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How to Eat for Energy - Step 2: Eat Real, Whole Foods

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Last week we talked about the importance of eating regular meals and planned snacks in order to get out of the energy zapping cycle that you might currently find yourself in. Bringing mindful attention and awareness to our meals and snacks rather than reactively eating whatever is available to us is a really important first step in eating for energy.

Read about Step 1: Balancing your blood sugar here >>

In Step 2, I want to focus on exactly what types of foods you’ll want to prioritize in order to balance blood sugar and avoid the blood sugar roller coaster!

Watch my video below or read on to find out why eating real, whole foods is so important.

I think we can all agree that food doesn’t just go in one end and out the other without affecting us. Food gets broken down, absorbed into our bloodstream and then becomes information that affects us at a cellular level. Often times we focus on the quantity of food (in the form of calories), but I want to focus on the quality when it comes to eating for fuel and energy.

Have you ever eaten just a piece of toast for breakfast and been hungry 30 minutes later? This is an example of eating a meal that is too heavy in quick burning, refined carbohydrates that can cause a blood sugar spike, then a quick crash and cravings for more fuel. Imagine if you added some almond butter, avocado or good quality deli meat how that might keep you full for longer and give you more fuel.

When specifically talking about regulating blood sugar levels, it’s important to look at carbohydrates. Not all carbohydrates are created equally. When we think of “carbs” we usually think bagels, pasta and bread. But did you know that vegetables are a source of carbohydrates as well?

Whenever we eat any type of carbohydrate, whether it’s cup of pure sugar or a plate of fresh vegetables, the molecules in the food are broken down as they’re absorbed, which impacts blood glucose levels and insulin release.

Some carbs like vegetables or 100% whole grains (rice, oats, quinoa) cause a smaller and more gradual rise in blood glucose, while other carbs like refined grains (bagels, muffins, crackers) and sugary sodas, cause a larger glucose spike and higher insulin release.

To balance your blood sugar, it’s a good idea to eliminate refined carbohydrates and sugars that cause big blood sugar spikes from your diet, and instead focus on eating real, whole foods and lots of vegetables.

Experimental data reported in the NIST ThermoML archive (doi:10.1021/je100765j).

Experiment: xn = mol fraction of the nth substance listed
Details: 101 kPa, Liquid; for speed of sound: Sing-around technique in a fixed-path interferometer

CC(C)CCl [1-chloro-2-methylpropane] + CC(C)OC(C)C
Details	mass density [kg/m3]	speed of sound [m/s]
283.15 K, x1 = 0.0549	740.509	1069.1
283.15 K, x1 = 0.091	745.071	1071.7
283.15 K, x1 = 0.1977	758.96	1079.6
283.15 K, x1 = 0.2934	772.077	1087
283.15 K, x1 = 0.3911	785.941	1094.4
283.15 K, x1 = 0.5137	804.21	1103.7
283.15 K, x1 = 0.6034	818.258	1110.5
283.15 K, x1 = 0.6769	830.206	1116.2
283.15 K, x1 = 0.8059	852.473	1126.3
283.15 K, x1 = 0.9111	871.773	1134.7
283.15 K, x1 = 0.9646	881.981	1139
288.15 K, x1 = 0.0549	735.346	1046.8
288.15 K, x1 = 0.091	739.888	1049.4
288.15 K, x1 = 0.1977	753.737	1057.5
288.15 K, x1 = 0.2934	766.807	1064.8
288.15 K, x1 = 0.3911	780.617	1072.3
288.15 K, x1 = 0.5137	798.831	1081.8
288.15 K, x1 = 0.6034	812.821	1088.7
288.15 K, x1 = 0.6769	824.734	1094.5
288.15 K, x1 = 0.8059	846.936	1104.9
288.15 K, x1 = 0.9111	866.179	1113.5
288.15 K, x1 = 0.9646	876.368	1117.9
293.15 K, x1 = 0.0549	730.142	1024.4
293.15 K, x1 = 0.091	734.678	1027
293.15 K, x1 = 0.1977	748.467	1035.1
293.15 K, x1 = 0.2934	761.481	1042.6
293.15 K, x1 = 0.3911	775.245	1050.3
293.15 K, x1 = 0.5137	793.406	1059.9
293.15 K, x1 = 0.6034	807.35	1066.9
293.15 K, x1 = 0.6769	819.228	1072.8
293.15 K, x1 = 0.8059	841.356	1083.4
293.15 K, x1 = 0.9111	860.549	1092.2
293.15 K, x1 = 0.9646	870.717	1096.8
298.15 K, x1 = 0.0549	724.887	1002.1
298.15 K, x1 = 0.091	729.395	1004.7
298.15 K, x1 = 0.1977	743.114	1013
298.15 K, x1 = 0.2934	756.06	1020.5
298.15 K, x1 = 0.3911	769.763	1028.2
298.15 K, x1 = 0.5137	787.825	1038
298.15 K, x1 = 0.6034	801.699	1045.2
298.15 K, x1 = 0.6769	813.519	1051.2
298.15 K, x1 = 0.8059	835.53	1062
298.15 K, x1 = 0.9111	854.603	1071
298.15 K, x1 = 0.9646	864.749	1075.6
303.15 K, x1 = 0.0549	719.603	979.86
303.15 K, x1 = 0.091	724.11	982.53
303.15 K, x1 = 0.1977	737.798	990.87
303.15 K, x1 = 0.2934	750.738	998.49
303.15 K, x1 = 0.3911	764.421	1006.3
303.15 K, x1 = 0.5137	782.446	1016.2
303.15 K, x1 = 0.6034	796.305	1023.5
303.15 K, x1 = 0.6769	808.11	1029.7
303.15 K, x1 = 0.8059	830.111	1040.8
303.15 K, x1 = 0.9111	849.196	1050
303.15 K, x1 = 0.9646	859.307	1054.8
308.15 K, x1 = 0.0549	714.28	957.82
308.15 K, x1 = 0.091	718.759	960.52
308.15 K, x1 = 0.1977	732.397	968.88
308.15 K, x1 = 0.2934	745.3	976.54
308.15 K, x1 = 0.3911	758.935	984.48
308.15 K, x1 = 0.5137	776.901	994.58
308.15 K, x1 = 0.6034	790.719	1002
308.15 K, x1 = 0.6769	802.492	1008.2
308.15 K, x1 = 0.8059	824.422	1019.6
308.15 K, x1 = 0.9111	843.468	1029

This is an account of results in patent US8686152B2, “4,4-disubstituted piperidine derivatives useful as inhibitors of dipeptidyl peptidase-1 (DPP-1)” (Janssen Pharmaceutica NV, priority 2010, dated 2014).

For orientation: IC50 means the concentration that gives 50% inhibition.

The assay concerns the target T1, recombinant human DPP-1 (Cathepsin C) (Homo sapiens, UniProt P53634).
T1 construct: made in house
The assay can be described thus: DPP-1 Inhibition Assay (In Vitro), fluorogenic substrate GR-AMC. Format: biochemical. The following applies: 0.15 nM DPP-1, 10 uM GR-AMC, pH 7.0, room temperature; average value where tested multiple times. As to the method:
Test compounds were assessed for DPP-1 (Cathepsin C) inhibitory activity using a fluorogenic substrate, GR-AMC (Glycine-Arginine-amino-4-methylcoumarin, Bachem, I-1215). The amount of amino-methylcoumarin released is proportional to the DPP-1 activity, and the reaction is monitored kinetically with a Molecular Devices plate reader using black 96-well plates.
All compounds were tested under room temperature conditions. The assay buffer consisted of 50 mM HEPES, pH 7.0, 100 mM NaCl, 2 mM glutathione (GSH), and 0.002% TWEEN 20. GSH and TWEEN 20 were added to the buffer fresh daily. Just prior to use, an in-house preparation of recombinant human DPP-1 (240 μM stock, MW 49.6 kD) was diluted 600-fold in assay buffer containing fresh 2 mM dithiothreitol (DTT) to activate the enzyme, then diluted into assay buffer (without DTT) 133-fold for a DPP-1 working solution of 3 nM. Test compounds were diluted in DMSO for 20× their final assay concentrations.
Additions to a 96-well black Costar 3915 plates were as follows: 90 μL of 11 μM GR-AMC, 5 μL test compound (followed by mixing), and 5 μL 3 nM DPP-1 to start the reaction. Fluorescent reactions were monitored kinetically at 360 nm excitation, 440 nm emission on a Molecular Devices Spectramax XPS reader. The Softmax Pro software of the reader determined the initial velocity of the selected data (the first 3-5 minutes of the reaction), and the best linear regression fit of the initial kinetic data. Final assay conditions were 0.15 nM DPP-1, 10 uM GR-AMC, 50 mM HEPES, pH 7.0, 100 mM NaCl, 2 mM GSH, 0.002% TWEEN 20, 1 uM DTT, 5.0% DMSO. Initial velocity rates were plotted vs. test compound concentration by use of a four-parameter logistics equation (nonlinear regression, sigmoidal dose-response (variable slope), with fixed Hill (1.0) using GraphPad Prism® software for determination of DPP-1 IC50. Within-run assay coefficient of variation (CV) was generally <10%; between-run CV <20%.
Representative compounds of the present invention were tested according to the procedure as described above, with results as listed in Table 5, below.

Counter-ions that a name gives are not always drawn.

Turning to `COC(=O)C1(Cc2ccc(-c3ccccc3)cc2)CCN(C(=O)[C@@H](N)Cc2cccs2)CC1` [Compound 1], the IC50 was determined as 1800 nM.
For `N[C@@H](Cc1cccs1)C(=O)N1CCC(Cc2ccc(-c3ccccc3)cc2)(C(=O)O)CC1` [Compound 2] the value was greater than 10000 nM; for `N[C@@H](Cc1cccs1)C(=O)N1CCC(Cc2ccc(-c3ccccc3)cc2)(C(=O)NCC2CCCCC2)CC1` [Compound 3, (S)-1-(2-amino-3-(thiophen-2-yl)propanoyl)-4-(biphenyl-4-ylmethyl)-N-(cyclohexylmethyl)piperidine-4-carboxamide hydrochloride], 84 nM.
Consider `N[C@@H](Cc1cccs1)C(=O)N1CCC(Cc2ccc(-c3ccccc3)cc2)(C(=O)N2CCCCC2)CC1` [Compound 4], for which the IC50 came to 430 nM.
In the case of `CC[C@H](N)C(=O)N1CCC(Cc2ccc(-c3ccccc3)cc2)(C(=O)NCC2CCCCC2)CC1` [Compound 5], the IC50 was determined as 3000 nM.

By real, whole foods, I mean foods that come from the earth and aren’t changed very much from their original state when you eat them.

If you can’t pronounce the ingredients or there are more than 5 ingredients on the label, it’s likely not a real food.

These include all types of vegetables, good quality meat poultry, fish and eggs, nuts and seeds, good quality oils and a moderate amount of fruits. You can include whole grains like rice, steel-cut oats or quinoa if you tolerate them, but they aren’t always necessary.

Ensuring a good mix of protein, good fats and carbohydrates like veggies or whole grains can help with a more even energy release so we avoid big blood sugar spikes. You’ll be amazed at the magic that starts to happen when we just use this simple rule of “real, whole foods” to dictate our eating choices.

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Here’s an example of a breakfast, lunch and dinner menu based on real, whole foods:

How will you incorporate more real, whole foods into your diet? Or if you already do, what have you noticed? One thing I’ve found is that every one of your favorite foods can be modified and upgraded with whole foods ingredients. What’s one thing you can’t live without? Let’s brainstorm how to upgrade it!

Next week I’m going to talk about how to compose each meal and snack so it’s “balanced”, which is a concept that has totally changed my eating habits and energy levels. Stay tuned!


GET MY SIMPLE BATCH COOKING MEAL PLAN FOR FREE!

You’ll get:

+ 7 day meal plan

+ Step by step instructions for how to cook an entire week’s worth of food in just two 2-hour sessions (life changing!)

+ Grocery lists

+ Twelve of my favorite, easy recipes

Enjoy making delicious and nutritious meals in way less time! 

 
 
 
Christina TidwellComment